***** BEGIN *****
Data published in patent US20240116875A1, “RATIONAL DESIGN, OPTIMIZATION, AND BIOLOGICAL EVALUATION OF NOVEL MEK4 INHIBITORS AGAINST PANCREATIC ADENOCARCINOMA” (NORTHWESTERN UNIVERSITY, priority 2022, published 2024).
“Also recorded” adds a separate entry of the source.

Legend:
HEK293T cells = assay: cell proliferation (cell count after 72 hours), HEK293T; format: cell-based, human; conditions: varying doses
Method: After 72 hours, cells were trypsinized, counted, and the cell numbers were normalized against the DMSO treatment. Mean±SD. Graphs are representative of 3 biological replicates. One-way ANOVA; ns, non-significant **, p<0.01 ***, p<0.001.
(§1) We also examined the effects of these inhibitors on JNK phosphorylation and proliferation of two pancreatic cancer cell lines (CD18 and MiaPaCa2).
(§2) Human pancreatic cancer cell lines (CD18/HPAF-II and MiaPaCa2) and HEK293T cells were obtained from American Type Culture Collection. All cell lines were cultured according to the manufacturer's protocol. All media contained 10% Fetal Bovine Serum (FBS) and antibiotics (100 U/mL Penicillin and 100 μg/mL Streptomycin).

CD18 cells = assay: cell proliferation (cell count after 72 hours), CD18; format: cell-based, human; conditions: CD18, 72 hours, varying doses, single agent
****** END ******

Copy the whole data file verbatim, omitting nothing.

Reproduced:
Data published in patent US20240116875A1, “RATIONAL DESIGN, OPTIMIZATION, AND BIOLOGICAL EVALUATION OF NOVEL MEK4 INHIBITORS AGAINST PANCREATIC ADENOCARCINOMA” (NORTHWESTERN UNIVERSITY, priority 2022, published 2024).
“Also recorded” adds a separate entry of the source.

Legend:
HEK293T cells = assay: cell proliferation (cell count after 72 hours), HEK293T; format: cell-based, human; conditions: varying doses
Method: After 72 hours, cells were trypsinized, counted, and the cell numbers were normalized against the DMSO treatment. Mean±SD. Graphs are representative of 3 biological replicates. One-way ANOVA; ns, non-significant **, p<0.01 ***, p<0.001.
(§1) We also examined the effects of these inhibitors on JNK phosphorylation and proliferation of two pancreatic cancer cell lines (CD18 and MiaPaCa2).
(§2) Human pancreatic cancer cell lines (CD18/HPAF-II and MiaPaCa2) and HEK293T cells were obtained from American Type Culture Collection. All cell lines were cultured according to the manufacturer's protocol. All media contained 10% Fetal Bovine Serum (FBS) and antibiotics (100 U/mL Penicillin and 100 μg/mL Streptomycin).

CD18 cells = assay: cell proliferation (cell count after 72 hours), CD18; format: cell-based, human; conditions: CD18, 72 hours, varying doses, single agent